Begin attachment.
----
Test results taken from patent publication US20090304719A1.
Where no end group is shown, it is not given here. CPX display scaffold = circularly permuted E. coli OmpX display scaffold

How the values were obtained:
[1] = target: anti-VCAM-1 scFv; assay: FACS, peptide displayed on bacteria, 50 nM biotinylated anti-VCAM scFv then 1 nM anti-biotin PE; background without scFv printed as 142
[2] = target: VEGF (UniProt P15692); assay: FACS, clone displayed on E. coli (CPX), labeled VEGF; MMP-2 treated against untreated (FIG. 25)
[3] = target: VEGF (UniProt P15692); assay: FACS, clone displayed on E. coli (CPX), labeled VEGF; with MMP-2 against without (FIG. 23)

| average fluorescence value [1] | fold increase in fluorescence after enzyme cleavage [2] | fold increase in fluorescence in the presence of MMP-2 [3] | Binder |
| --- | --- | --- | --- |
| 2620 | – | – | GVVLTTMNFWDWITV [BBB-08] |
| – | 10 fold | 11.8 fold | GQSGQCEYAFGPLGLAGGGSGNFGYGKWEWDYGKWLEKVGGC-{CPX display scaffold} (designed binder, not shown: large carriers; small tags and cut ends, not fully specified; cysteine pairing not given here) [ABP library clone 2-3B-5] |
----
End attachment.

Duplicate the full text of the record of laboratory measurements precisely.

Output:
Test results taken from patent publication US20090304719A1.
Where no end group is shown, it is not given here. CPX display scaffold = circularly permuted E. coli OmpX display scaffold

How the values were obtained:
[1] = target: anti-VCAM-1 scFv; assay: FACS, peptide displayed on bacteria, 50 nM biotinylated anti-VCAM scFv then 1 nM anti-biotin PE; background without scFv printed as 142
[2] = target: VEGF (UniProt P15692); assay: FACS, clone displayed on E. coli (CPX), labeled VEGF; MMP-2 treated against untreated (FIG. 25)
[3] = target: VEGF (UniProt P15692); assay: FACS, clone displayed on E. coli (CPX), labeled VEGF; with MMP-2 against without (FIG. 23)

| average fluorescence value [1] | fold increase in fluorescence after enzyme cleavage [2] | fold increase in fluorescence in the presence of MMP-2 [3] | Binder |
| --- | --- | --- | --- |
| 2620 | – | – | GVVLTTMNFWDWITV [BBB-08] |
| – | 10 fold | 11.8 fold | GQSGQCEYAFGPLGLAGGGSGNFGYGKWEWDYGKWLEKVGGC-{CPX display scaffold} (designed binder, not shown: large carriers; small tags and cut ends, not fully specified; cysteine pairing not given here) [ABP library clone 2-3B-5] |